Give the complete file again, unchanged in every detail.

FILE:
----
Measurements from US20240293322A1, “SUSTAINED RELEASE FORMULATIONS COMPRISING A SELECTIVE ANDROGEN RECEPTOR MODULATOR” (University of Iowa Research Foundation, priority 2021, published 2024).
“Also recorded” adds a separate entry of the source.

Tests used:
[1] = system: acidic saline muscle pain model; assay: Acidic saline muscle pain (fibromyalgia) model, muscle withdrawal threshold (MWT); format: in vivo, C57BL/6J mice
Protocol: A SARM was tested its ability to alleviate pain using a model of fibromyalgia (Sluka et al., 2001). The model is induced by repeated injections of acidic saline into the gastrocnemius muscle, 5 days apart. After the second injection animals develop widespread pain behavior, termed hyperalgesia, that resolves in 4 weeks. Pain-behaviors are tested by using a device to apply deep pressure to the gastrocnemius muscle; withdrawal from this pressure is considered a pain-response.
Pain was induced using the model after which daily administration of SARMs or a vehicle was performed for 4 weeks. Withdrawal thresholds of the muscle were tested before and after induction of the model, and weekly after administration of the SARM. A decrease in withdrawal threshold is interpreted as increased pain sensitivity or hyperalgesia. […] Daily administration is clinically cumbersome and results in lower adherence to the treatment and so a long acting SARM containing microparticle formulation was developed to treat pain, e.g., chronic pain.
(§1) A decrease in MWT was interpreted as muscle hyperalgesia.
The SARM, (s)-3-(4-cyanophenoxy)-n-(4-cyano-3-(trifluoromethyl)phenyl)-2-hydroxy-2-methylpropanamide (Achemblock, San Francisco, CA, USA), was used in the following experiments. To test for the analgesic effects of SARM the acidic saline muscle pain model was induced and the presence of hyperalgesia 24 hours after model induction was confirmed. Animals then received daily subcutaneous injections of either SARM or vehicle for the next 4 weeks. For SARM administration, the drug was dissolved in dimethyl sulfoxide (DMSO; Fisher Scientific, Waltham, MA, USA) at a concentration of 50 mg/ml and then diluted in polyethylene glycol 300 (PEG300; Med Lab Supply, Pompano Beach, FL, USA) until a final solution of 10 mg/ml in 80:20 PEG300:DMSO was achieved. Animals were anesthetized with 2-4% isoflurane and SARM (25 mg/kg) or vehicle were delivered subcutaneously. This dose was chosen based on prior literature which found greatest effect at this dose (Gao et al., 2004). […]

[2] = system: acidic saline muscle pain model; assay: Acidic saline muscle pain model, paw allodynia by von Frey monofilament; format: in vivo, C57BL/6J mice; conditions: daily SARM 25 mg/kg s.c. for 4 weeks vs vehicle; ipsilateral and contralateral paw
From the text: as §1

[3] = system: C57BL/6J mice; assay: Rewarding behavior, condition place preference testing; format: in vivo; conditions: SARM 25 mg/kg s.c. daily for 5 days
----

Measurements from US20240293322A1, “SUSTAINED RELEASE FORMULATIONS COMPRISING A SELECTIVE ANDROGEN RECEPTOR MODULATOR” (University of Iowa Research Foundation, priority 2021, published 2024).
“Also recorded” adds a separate entry of the source.

Tests used:
[1] = system: acidic saline muscle pain model; assay: Acidic saline muscle pain (fibromyalgia) model, muscle withdrawal threshold (MWT); format: in vivo, C57BL/6J mice
Protocol: A SARM was tested its ability to alleviate pain using a model of fibromyalgia (Sluka et al., 2001). The model is induced by repeated injections of acidic saline into the gastrocnemius muscle, 5 days apart. After the second injection animals develop widespread pain behavior, termed hyperalgesia, that resolves in 4 weeks. Pain-behaviors are tested by using a device to apply deep pressure to the gastrocnemius muscle; withdrawal from this pressure is considered a pain-response.
Pain was induced using the model after which daily administration of SARMs or a vehicle was performed for 4 weeks. Withdrawal thresholds of the muscle were tested before and after induction of the model, and weekly after administration of the SARM. A decrease in withdrawal threshold is interpreted as increased pain sensitivity or hyperalgesia. […] Daily administration is clinically cumbersome and results in lower adherence to the treatment and so a long acting SARM containing microparticle formulation was developed to treat pain, e.g., chronic pain.
(§1) A decrease in MWT was interpreted as muscle hyperalgesia.
The SARM, (s)-3-(4-cyanophenoxy)-n-(4-cyano-3-(trifluoromethyl)phenyl)-2-hydroxy-2-methylpropanamide (Achemblock, San Francisco, CA, USA), was used in the following experiments. To test for the analgesic effects of SARM the acidic saline muscle pain model was induced and the presence of hyperalgesia 24 hours after model induction was confirmed. Animals then received daily subcutaneous injections of either SARM or vehicle for the next 4 weeks. For SARM administration, the drug was dissolved in dimethyl sulfoxide (DMSO; Fisher Scientific, Waltham, MA, USA) at a concentration of 50 mg/ml and then diluted in polyethylene glycol 300 (PEG300; Med Lab Supply, Pompano Beach, FL, USA) until a final solution of 10 mg/ml in 80:20 PEG300:DMSO was achieved. Animals were anesthetized with 2-4% isoflurane and SARM (25 mg/kg) or vehicle were delivered subcutaneously. This dose was chosen based on prior literature which found greatest effect at this dose (Gao et al., 2004). […]

[2] = system: acidic saline muscle pain model; assay: Acidic saline muscle pain model, paw allodynia by von Frey monofilament; format: in vivo, C57BL/6J mice; conditions: daily SARM 25 mg/kg s.c. for 4 weeks vs vehicle; ipsilateral and contralateral paw
From the text: as §1

[3] = system: C57BL/6J mice; assay: Rewarding behavior, condition place preference testing; format: in vivo; conditions: SARM 25 mg/kg s.c. daily for 5 days